The terms “Digital Workplace” and “Digital Transformation” swirl so prominently in the corporate air these days that it is hard to go a day without hearing them, if not inhaling them. In a recent study conducted by IDG Research for Unisys, nearly two-thirds (65%) of respondents stated that it is “highly important” for their organizations to implement digital business over the next 12 months by substantially modifying their technology as well as their IT processes and resources. The survey identified five key priority areas: mobile application development, cloud deployment, social media, data science, and security.
Digital business transformation requires an experimental mindset that is inclusive of the entire business—marketing, sales, services, IT, R&D, and customer and partner communities. Unfortunately, many companies still cling to a vertically oriented, bureaucratic, hierarchical system of operations and governance, essentially the calcified spine of an operational model that once propelled progress but now erects roadblocks to change. Large companies therefore lack the single most important attribute required for successful digital transformation: adaptability. I believe that a lateral, rather than vertical, orientation must form the basis of a new business model that ignites creativity instead of inhibiting it. I will explore aspects of this model in detail below. First, however, let’s examine the central elements of successful digital transformation.
Keys to Digital Transformation:
1. Make Customer Experience (CX) the top driver of digital transformation. Digital Transformation analyst Brian Solis notes that, “Companies that don’t grasp or internalize the customer journey are obstructed from seeing its potential for optimization and innovation.” In far too many cases, IT and marketing departments still influence technology investments without fully understanding customer behaviors and expectations. Customer experience should be a top driver of digital transformation, and organizations should map their processes to the customer journey, rather than, in essence, asking customers to alter their behaviors to fit an existing corporate process.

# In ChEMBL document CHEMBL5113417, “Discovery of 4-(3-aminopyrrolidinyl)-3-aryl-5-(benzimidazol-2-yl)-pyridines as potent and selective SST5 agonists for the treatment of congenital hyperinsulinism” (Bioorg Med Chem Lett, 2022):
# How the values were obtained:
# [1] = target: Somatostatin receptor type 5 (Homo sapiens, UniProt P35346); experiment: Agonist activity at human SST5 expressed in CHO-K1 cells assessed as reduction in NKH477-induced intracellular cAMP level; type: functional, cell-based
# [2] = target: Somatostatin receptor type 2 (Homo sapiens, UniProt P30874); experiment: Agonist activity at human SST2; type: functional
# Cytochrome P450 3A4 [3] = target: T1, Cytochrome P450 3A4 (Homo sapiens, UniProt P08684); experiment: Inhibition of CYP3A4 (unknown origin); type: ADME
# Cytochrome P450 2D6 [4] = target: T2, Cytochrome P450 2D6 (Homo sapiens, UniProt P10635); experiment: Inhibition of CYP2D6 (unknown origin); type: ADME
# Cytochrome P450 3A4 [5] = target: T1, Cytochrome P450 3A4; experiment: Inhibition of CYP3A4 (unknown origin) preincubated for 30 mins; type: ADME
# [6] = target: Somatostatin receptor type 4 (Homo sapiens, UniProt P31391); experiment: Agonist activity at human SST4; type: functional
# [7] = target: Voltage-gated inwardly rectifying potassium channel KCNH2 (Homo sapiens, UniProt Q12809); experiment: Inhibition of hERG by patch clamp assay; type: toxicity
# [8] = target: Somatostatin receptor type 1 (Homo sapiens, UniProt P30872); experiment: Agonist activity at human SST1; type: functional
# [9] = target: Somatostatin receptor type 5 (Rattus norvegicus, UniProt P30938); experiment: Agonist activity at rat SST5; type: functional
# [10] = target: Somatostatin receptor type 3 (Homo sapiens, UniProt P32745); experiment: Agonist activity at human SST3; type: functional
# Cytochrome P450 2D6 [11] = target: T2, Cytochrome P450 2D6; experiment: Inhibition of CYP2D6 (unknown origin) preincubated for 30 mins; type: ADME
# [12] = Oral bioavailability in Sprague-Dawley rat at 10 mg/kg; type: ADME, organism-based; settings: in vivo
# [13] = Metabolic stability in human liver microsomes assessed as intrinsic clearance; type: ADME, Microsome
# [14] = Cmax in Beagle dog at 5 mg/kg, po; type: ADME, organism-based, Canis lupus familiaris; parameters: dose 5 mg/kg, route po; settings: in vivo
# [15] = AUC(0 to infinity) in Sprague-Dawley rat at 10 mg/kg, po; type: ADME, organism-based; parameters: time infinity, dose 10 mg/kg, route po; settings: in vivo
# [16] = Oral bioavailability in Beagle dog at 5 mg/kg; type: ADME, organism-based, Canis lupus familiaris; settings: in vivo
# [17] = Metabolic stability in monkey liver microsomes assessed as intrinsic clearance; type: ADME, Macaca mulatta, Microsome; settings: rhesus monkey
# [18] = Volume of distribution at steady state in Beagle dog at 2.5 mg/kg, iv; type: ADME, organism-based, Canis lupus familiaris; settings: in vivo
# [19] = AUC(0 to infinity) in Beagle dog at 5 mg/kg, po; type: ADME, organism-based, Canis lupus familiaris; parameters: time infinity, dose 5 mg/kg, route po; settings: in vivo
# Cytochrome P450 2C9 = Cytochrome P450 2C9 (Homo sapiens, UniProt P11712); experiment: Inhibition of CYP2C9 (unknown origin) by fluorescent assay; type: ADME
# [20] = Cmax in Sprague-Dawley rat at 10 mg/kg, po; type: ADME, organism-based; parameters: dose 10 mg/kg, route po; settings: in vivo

a. Understand that evolving customer behaviors and preferences are the primary catalyst for change. Customer expectations and behaviors are dynamic. Effective digital transformation is impossible without an understanding of the changing preferences of existing customers and the new ways of thinking that potential customers bring to the table. Businesses must therefore invest in smart applications combined with artificial intelligence, including deep learning, machine learning, and proactive and prescriptive analytics. It is also advisable to include marketing automation technologies that integrate with both services and sales lines-of-business for improved understanding of customer behaviors.
b. Map out the journey of new, connected customers. Twenty-first century connected customers differ in fundamental ways from customers of the past. It is critical to gather information on their unique attitudes, behaviors, and experiences. IDG Research found that 71% of executives describe the number one challenge their organizations face as understanding the behavior and impact of new customers. Yet only half (54%) of survey respondents have completely mapped out the customer journey. Without such a map, it is impossible to implement truly customer-centric changes that improve the overall customer experience.
c. Familiarize yourself with mobile data and the challenges it embodies. Become more familiar with the challenges inherent in mobile data, and deploy this intelligence to drive digital transformation.
d. Respect and improve the mobile customer journey. “Mobile is just the beginning of disruption in the customer journey,” Solis notes. “With the runway for disruptive technologies still ahead (e.g., wearables, Internet of Things (IoT), artificial intelligence, virtual and augmented reality), companies will need a resilient infrastructure that adapts to not only mobile’s ‘micro-moments,’ but also the impact of all these trends and new devices over time.” Any effective digital transformation strategy has mobile technology as a centerpiece.